So at last here is my report from the 2010 First Circuit conference in Boston May 13-14.
Most of the federal judges from the Circuit were there, including Justices Souter and Breyer. There were about 40 lawyers from Maine and a total of @ 350 lawyers overall.
The reception on May 13 included opening remarks from Judges Lynch, Wolf and Fuste, followed by a short speech from Mayor Mennino discussing issues such as youth crime and efforts to address that problem.
The next day the opening presentation was from Professor Goldsmith on the Obama counter-terrorism program, the gist of which was it's not so different from Bush's. This was followed by presentations from Professors Perold and Moss, like Goldsmith from Harvard, and Judge Richard Posner, all talking about the global economic condition. Here's a summary: it stinks. [who says lawyers can't be brief?]
The lunch speaker was the ex-longtime New York Times reporter and now Yalie Linda Greenhouse, who gave an interesting presentation on the political climate in the U.S. when Roe v. Wade came down, and how that actual climate differed from what we later now think it was.
After lunch Elena Kagan was supposed to speak, but apparently she had something else to do, so Professor Tribe spoke about Obama efforts in the pro bono legal field. This was followed by (1) the breakout sessions for each jurisdiction and (2) at dinner, a conversation between Judge Selya and Justice Breyer. I will devote more space to both of these presentations since the first is Maine focused and the second was very entertaining.
Judge Lipez noted how Judge Souter, to everyone's delight, has taken to sitting on some First Circuit panels, a development about which I've written earlier.
The newest member of the bench, Judge O. Rogeriee Thompson, will begin hearing cases in the June session.
Judge Lipez noted that the Court had recently gone up to Maine to hear some cases. He apologized from not giving this event more publicity, stating that it was because the whole school was attending the arguments so there wasn't a lot of room left for the public. (Again, however, if you are a regular reader of the blog, you were informed about the event before it occurred.)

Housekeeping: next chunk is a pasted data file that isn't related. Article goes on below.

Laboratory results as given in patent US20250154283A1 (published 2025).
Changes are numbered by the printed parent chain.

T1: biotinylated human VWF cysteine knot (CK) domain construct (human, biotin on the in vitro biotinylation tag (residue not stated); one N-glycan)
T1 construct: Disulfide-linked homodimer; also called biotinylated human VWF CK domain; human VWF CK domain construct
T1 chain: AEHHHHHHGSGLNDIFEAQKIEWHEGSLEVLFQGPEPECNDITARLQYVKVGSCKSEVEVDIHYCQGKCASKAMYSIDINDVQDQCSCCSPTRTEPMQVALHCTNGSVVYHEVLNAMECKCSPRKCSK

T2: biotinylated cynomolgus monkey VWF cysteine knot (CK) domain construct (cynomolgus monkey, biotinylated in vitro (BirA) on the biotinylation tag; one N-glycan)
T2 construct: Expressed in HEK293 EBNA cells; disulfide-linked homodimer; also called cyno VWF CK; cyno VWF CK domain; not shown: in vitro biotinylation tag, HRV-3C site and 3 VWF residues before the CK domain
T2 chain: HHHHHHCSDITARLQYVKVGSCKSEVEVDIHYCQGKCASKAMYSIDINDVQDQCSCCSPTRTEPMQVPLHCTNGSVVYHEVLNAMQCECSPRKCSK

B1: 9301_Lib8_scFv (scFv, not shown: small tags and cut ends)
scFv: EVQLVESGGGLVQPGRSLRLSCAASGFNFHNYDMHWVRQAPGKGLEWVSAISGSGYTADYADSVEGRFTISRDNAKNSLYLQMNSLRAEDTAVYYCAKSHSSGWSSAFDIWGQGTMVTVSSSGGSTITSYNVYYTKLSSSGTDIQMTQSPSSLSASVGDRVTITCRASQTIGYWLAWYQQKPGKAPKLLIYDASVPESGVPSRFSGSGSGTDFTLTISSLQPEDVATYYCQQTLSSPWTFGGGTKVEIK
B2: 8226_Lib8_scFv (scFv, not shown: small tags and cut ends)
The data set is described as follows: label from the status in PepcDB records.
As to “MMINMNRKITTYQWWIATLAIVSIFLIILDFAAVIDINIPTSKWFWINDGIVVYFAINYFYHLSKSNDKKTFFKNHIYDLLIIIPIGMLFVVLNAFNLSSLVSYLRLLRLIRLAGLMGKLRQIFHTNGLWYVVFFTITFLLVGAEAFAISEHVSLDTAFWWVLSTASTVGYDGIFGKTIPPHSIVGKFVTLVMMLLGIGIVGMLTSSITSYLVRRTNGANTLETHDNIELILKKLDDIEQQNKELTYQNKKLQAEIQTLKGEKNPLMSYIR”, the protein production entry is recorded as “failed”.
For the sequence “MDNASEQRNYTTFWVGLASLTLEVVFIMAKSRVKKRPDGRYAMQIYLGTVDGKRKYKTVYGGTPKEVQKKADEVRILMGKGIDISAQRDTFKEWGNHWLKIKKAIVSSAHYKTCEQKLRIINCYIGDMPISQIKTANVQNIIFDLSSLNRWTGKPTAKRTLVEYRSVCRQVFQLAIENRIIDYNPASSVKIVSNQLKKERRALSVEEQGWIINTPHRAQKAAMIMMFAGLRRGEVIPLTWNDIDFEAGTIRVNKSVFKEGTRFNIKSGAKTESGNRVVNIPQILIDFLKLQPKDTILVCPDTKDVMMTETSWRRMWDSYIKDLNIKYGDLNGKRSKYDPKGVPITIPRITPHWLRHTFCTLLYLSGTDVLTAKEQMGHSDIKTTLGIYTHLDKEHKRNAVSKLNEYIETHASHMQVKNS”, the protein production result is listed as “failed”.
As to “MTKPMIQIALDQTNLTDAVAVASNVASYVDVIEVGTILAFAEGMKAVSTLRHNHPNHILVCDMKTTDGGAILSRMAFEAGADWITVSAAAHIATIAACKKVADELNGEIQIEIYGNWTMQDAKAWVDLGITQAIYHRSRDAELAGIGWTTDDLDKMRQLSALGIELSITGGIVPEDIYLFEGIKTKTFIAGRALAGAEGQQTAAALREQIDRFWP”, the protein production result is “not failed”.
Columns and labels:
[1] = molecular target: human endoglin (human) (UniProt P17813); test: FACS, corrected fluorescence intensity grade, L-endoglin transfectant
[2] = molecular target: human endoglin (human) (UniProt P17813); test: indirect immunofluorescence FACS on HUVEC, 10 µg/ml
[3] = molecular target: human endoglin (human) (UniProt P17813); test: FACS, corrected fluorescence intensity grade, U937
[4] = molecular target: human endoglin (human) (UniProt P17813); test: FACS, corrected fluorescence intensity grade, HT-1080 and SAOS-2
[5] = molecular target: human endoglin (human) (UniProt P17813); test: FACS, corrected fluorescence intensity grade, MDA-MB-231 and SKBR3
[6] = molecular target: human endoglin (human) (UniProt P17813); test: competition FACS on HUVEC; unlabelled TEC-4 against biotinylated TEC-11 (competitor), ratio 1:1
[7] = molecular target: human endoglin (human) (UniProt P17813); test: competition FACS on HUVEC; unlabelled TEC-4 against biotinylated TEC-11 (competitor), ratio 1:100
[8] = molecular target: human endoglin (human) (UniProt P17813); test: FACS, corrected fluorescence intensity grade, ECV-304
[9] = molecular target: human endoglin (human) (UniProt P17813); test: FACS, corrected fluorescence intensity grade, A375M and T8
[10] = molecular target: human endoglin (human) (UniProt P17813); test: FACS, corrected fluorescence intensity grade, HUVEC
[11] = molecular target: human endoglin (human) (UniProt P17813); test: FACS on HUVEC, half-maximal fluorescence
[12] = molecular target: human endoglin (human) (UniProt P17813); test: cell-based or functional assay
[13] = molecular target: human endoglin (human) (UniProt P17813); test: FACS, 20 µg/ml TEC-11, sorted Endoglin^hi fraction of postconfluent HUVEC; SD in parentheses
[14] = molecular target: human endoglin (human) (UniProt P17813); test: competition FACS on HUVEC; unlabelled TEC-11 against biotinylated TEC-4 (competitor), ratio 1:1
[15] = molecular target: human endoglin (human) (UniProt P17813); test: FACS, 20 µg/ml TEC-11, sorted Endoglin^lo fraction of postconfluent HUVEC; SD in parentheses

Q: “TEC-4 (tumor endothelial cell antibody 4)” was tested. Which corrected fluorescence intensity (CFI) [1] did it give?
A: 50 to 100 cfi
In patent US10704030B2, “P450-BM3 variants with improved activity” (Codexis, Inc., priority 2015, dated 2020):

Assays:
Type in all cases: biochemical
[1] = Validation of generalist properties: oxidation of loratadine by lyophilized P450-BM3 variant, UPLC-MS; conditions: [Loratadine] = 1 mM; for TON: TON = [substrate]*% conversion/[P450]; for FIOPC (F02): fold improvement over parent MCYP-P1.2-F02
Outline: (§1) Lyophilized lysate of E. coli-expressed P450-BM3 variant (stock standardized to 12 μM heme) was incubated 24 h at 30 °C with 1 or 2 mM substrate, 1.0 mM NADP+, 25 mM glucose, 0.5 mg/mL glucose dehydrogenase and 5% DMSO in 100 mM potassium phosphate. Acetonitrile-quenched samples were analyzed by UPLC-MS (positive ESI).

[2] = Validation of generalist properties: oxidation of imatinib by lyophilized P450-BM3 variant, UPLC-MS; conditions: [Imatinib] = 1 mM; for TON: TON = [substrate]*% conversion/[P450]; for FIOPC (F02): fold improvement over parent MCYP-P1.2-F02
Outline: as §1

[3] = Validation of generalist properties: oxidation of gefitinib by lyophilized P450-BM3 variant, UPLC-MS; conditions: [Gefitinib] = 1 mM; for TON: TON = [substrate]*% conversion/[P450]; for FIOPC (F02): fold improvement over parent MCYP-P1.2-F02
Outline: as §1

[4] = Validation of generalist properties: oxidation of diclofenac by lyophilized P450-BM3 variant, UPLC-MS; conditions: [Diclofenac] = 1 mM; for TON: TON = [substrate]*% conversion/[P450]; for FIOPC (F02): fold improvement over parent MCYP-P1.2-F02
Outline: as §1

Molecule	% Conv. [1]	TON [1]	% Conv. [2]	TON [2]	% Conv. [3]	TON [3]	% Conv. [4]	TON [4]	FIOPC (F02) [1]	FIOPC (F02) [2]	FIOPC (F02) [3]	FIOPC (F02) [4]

He then provided some statistics about the number of overall appeals and appeals from Maine. Basically, about 8% of the First Circuit's docket comes from Maine, and this percentage has held fairly steady, as has overall volume. In 2000, there was a total of 1598 dockets overall; in 2009, 1739. from in Maine, in 2000, there were 139 appeals; in 2009, 135. In 2009, the breakdown for Maine was 93 civil cases and 46 civil; in 2009, it was 67 criminal and 68 civil.
Judge Lipez then repeated some remarks about settlement counsel upon which I have also previously reported. He noted how the counsel was willing to come to Maine or mediate by telephone, and that while some circuits had over 90% of their mediations by telephone, many more seem to settle if mediation takes place in person.
E-filing appears to be going well, and he reminded everyone that lawyers must review and understand the teaching modules on line to register.
Judge Lipez also noted his periodic meetings with the bar in Maine, and expressed his hope that more people from up north and in criminal practice would attend. He is willing to go to Bangor if that would up the crowd, or perhaps do a video link-in.
Finally, and most importantly, he said some kind things about this blog. Thank you, Judge Lipez!
Chief Judge Woodcock and Judge Hornby then followed with their reports, but this is an appellate blog, so I won't go into as much detail. Both CH Woodcock and Judge Hornby noted current dissatisfaction with the rules on summary judgment practice, and CJ Woodcock reported on the large remodeling effort that will be ongoing for the federal building in Bangor (39 months and $33 million). The Gignoux building in Portland will also be receiving some repairs. A pilot program for district wide scheduling in the civil area will commence so that, in the future, if you file a complaint in Portland, you won't necessarily get a Portland-based judge – but at trial (if they ever have any any more), the judge will come to Portland (the same rule applies vis-a-vis Bangor – if you file there you won't necessarily get CJ Woodcock, but if you do get Judge Singal, Hornby or the newbie, they are likely to come north for the trial.
On the bankruptcy front, Judge Haines reported something that another bankruptcy judge had told me is similar in her jurisdiction – the docket is now full of consumer bankruptcies, with a lot of the businesses done with their filings – so now there are lots of Chapter 13 and 7s, not Chapter 11s.
The remaining judge to speak, Justice Breyer, then reported that he was now the Justice taking care of this Circuit; he wants to be helpful, and so if there are any issues, let him know and he will follow up.
Finally, regarding the Breyer-Selya conversation, yes, I will report and get to his pet clam, but this entry has gotten too long, so absent some great intervening event, I wll provide the lowdown on that in my next missive.